Avoiding stereotypes and generalizations will also lead to a more inclusive application. Whether it’s family units, going to college, or owning a car, some implications lie in someone’s idea of what is a mundane experience. Focusing on a hobby, friend, or personal quality avoids reliance on any cultural, economic, or ability factor.
Accessibility features are very important to Apple. It’s no surprise that there is detailed advice on the subject encouraging developers to do two things: First, avoid assuming that a disability might prevent someone from wanting to use their app. Second, consider that all users may face temporary disability such as low vision due to eye infection. When it comes to writing about people with disabilities, the focus should be on people and not on disability.
Words always matter, but especially those used in books, in educational materials, in anything that shapes the thinking of young minds and is designed to be used by many people. My teenager notices every time a game is lacking in people of color or worse yet, when the only role they have is that of the “bad guy”. They see when the binary world we still live in is forced into their fantasy world by the way the clothes, colors, and roles in a game are thought of.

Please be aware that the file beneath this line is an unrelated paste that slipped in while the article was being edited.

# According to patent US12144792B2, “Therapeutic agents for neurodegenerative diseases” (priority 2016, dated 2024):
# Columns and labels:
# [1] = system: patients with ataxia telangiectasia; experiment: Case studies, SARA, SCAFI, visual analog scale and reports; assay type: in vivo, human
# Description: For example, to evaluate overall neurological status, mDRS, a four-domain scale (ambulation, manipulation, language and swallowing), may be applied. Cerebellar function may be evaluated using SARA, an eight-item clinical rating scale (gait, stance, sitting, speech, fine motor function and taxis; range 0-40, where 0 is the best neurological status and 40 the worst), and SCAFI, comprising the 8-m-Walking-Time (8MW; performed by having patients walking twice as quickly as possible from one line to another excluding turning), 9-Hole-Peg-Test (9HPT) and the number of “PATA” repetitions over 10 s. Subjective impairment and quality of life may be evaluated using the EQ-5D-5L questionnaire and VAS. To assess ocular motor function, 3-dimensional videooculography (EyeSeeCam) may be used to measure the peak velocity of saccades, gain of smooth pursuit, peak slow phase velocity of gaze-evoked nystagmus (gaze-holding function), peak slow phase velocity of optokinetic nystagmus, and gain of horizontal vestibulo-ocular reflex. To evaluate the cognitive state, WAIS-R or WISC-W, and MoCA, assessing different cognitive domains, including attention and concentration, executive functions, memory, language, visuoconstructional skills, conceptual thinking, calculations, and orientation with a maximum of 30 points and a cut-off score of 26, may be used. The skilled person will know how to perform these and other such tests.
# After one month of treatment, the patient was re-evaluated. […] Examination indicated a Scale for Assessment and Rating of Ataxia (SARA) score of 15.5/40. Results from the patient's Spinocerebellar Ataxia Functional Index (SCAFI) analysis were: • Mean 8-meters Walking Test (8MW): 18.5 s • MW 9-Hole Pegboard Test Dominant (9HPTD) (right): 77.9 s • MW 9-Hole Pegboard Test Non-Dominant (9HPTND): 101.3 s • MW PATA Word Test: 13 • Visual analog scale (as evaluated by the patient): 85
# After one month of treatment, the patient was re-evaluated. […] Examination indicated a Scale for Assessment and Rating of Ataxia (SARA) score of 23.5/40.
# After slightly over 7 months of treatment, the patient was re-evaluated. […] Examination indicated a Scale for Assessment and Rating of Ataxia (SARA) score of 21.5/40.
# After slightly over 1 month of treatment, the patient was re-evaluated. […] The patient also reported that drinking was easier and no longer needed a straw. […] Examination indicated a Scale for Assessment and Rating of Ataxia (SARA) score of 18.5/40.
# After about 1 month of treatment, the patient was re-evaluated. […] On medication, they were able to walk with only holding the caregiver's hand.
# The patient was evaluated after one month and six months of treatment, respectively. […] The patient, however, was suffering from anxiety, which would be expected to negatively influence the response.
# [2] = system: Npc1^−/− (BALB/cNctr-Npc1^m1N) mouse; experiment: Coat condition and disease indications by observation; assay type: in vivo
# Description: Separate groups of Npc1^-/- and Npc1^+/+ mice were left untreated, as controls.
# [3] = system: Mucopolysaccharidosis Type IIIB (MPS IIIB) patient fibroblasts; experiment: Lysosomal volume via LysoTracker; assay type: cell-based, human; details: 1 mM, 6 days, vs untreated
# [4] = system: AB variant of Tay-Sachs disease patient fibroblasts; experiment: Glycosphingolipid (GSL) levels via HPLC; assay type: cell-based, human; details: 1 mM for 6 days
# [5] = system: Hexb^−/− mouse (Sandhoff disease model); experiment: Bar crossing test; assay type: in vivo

I’m sure some will characterize these latest efforts by Apple and others as political correctness, or “waking culture,” failing to understand what to think of the words you use, the characters you have in your games, or the roles and The characters you use in the design of your services should make you think and verify your privilege so that empathy is the starting point of your work. Being inclusive isn’t just about doing the right thing; it’s about making smart business decisions. The more inclusive you are, the more you expand your addressable market.
Disclosure: The Heart of Tech is a research and consultancy firm that engages or has engaged in research, analysis and consultancy services with many technology companies, including those mentioned in this column. The author does not own any stake in the companies mentioned in this column.